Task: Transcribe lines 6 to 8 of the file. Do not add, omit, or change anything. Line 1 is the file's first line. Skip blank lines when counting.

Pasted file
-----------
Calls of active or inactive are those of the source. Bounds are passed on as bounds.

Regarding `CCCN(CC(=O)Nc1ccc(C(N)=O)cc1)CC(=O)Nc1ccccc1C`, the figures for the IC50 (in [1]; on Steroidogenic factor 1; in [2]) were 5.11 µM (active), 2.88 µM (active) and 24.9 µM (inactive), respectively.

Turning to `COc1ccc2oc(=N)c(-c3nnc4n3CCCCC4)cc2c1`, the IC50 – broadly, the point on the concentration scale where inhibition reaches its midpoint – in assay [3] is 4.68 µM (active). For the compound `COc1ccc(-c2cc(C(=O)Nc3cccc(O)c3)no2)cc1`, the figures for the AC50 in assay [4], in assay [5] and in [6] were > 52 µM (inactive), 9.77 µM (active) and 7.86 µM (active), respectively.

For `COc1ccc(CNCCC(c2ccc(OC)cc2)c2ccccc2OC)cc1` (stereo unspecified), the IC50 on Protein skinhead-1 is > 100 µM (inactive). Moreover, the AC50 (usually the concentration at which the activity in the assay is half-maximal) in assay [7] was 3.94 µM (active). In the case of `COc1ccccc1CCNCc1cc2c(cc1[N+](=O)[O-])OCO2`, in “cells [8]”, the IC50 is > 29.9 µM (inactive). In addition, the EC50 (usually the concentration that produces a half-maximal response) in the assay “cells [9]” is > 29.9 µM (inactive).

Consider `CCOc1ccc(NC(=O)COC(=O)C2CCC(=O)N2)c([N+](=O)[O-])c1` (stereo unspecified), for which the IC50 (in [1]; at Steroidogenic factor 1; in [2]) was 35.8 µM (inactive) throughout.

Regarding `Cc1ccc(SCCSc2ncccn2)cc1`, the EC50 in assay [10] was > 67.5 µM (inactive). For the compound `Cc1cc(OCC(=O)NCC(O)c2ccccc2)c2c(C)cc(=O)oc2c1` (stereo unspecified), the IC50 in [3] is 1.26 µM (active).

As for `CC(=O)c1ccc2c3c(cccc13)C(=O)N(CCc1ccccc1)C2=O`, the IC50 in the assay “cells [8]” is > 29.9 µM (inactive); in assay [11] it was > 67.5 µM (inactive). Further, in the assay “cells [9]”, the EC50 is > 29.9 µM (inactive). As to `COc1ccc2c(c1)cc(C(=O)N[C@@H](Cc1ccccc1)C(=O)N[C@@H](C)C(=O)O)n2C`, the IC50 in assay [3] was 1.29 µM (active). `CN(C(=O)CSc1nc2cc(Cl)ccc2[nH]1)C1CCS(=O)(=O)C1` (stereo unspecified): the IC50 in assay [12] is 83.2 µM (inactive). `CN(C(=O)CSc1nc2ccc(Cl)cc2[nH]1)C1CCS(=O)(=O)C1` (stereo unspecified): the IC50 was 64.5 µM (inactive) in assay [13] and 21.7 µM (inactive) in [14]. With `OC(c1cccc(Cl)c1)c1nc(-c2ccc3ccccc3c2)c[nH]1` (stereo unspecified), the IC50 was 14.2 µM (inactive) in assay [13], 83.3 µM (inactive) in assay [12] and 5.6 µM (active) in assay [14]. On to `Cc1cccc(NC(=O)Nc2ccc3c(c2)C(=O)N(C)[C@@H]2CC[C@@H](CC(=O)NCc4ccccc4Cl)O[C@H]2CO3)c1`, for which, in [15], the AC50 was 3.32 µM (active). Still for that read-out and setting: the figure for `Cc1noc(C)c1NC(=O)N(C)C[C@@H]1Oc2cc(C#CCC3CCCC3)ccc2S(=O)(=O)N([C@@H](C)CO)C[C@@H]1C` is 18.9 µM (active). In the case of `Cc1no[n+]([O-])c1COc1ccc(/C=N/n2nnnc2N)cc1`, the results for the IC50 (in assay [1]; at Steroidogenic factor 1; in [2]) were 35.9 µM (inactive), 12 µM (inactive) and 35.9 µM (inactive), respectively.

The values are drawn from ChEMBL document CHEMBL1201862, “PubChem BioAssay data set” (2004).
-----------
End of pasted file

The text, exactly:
Regarding `Cc1ccc(SCCSc2ncccn2)cc1`, the EC50 in assay [10] was > 67.5 µM (inactive). For the compound `Cc1cc(OCC(=O)NCC(O)c2ccccc2)c2c(C)cc(=O)oc2c1` (stereo unspecified), the IC50 in [3] is 1.26 µM (active).

As for `CC(=O)c1ccc2c3c(cccc13)C(=O)N(CCc1ccccc1)C2=O`, the IC50 in the assay “cells [8]” is > 29.9 µM (inactive); in assay [11] it was > 67.5 µM (inactive). Further, in the assay “cells [9]”, the EC50 is > 29.9 µM (inactive). As to `COc1ccc2c(c1)cc(C(=O)N[C@@H](Cc1ccccc1)C(=O)N[C@@H](C)C(=O)O)n2C`, the IC50 in assay [3] was 1.29 µM (active). `CN(C(=O)CSc1nc2cc(Cl)ccc2[nH]1)C1CCS(=O)(=O)C1` (stereo unspecified): the IC50 in assay [12] is 83.2 µM (inactive). `CN(C(=O)CSc1nc2ccc(Cl)cc2[nH]1)C1CCS(=O)(=O)C1` (stereo unspecified): the IC50 was 64.5 µM (inactive) in assay [13] and 21.7 µM (inactive) in [14]. With `OC(c1cccc(Cl)c1)c1nc(-c2ccc3ccccc3c2)c[nH]1` (stereo unspecified), the IC50 was 14.2 µM (inactive) in assay [13], 83.3 µM (inactive) in assay [12] and 5.6 µM (active) in assay [14]. On to `Cc1cccc(NC(=O)Nc2ccc3c(c2)C(=O)N(C)[C@@H]2CC[C@@H](CC(=O)NCc4ccccc4Cl)O[C@H]2CO3)c1`, for which, in [15], the AC50 was 3.32 µM (active). Still for that read-out and setting: the figure for `Cc1noc(C)c1NC(=O)N(C)C[C@@H]1Oc2cc(C#CCC3CCCC3)ccc2S(=O)(=O)N([C@@H](C)CO)C[C@@H]1C` is 18.9 µM (active). In the case of `Cc1no[n+]([O-])c1COc1ccc(/C=N/n2nnnc2N)cc1`, the results for the IC50 (in assay [1]; at Steroidogenic factor 1; in [2]) were 35.9 µM (inactive), 12 µM (inactive) and 35.9 µM (inactive), respectively.

The values are drawn from ChEMBL document CHEMBL1201862, “PubChem BioAssay data set” (2004).